“We lay hold of the full import of a work of art only as we go through in our own vital processes the artist went through in producing the work. It is the critic’s privilege to share in the promotion of this active process. His condemnation is that he so often arrests it.”
-John Dewey, Art as Experience
In his 1872 essay “Democratic Vistas” the poet Walt Whitman writes that “democracy is a great word, whose history, I suppose, remains unwritten, because that history has yet to be enacted.” This course tests Whitman’s supposition through diverse cultural practices, with a special focus on the relationship between art and democracy.
We will read and consider the formative ideas about democratic culture that emerged in the United States during the first half of the nineteenth century. We will then trace the literary aspirations and social contradictions of American democracy in a series of case studies, including debates in the twentieth century about art and public engagement that arose in response to John Dewey’s ideas about what he called “creative democracy,” and the singular cultural work of Adrienne Rich, focusing primarily on her essays published in the collection Blood, Bread and Poetry and her poems from the late 1980s in An Atlas of the Difficult World.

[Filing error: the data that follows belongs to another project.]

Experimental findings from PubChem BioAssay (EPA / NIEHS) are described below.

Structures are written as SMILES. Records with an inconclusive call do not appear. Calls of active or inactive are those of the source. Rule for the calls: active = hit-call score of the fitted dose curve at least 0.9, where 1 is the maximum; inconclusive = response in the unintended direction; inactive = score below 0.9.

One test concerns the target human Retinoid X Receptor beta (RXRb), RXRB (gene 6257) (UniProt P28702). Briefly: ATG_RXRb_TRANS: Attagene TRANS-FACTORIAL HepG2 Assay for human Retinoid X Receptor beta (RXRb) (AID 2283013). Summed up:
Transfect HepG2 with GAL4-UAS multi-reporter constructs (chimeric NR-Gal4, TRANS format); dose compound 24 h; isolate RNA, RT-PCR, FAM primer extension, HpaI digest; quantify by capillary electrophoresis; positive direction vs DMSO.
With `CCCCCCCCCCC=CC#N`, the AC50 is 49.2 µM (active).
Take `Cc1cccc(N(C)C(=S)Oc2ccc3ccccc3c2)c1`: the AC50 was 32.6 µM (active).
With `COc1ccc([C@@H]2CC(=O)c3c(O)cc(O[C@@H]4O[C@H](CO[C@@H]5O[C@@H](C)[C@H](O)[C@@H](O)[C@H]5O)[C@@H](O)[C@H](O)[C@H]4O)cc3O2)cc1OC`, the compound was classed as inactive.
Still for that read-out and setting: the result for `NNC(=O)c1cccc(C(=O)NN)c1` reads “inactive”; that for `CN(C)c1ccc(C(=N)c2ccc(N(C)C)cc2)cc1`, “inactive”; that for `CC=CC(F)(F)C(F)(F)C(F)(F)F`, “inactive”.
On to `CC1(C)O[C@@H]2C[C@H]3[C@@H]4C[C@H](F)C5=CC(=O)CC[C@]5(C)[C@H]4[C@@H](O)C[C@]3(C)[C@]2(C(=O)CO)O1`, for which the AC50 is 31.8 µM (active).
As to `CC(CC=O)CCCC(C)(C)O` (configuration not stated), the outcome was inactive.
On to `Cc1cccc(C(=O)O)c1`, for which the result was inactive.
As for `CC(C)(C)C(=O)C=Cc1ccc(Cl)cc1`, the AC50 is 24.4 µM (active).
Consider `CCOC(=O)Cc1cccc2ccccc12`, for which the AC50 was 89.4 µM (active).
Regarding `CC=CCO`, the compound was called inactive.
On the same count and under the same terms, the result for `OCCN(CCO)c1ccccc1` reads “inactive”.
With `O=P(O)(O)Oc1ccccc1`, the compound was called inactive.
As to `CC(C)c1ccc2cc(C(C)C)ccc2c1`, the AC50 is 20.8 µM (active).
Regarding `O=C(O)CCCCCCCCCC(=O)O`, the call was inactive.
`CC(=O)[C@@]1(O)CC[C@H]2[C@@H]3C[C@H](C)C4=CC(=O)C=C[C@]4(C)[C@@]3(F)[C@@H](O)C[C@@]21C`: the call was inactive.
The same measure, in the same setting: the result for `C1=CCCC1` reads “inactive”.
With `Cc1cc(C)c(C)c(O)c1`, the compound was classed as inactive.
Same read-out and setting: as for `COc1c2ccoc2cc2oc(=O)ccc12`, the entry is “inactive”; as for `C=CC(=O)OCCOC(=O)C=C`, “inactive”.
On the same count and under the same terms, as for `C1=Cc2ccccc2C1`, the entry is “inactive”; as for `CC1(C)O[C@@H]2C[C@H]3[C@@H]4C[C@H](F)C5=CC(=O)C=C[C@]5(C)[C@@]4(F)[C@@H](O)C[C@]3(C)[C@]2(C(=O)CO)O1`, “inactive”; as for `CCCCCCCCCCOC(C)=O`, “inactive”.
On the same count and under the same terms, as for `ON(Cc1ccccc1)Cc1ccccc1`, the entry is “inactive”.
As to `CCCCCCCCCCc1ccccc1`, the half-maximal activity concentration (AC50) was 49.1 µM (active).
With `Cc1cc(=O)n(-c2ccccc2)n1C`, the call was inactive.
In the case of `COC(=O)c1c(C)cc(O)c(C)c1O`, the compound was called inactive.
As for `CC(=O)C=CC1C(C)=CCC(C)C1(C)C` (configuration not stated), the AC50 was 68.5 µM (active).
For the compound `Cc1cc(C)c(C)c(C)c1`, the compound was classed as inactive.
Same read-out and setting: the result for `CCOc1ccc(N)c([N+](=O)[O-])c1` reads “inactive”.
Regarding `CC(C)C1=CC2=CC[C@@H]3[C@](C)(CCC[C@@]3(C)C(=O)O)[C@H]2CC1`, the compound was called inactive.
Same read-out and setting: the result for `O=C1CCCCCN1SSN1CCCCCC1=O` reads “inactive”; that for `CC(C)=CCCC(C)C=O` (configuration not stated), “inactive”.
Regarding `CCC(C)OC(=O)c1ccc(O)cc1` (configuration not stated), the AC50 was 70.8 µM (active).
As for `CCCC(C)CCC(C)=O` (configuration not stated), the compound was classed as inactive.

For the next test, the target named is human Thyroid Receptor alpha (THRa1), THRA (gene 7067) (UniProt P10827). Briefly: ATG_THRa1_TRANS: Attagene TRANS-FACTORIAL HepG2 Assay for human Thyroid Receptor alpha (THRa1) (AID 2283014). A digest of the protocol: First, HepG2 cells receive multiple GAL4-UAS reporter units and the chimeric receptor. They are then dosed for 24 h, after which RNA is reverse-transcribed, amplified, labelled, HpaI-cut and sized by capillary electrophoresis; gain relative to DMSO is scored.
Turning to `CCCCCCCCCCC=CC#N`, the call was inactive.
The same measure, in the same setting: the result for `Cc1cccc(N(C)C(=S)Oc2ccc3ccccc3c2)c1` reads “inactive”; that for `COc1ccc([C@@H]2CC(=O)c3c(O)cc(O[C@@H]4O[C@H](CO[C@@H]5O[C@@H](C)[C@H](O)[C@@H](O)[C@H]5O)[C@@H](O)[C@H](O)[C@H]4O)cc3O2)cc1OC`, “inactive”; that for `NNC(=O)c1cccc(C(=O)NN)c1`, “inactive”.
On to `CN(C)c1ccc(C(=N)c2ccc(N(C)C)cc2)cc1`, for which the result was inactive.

Terry Tempest Williams’ appeal to democratic engagement in the wake of the events of September 11, 2001 will offer a conceptual framework for the second half of the course. “In the open space of democracy,” Williams writes in a commencement address she presented at the University of Utah, “we are listening–ears alert–we are watching–eyes open–registering the patterns and possibilities for engagement” (76). In the spirit of commencement, we will consider more contemporary cultural projects that challenge formal conventions and unsettle institutionalized practices, and that enlarge our understanding of art as social and communicative action.
During the final weeks of the course students will contribute to a collaborative project in the Keene State College archives and will design and pursue an individual research project. Student projects will draw on primary materials, in library-based and digital archives, to further develop research experience and methods in defining, organizing, and elaborating the significance of these materials in the public domain.
Required Reading A good deal of the reading in this course is accessible through the Schedule page. The Reading page is the reading list for the course. In addition to the digital materials, we will be reading three books that you are required to purchase.
Robert A. Dahl. On Democracy. New Haven: Yale UP, 1998. ISBN 978-0-300-084559
Adrienne Rich. An Atlas of the Difficult World: Poems 1988-1991. New York, Norton, 1991. ISBN 0-393-30831-6
Doris Sommer. The Work of Art in the World: Civic Agency and Public Humanities. Durham: Duke UP, 2014. ISBN 978-0-8223-5586-1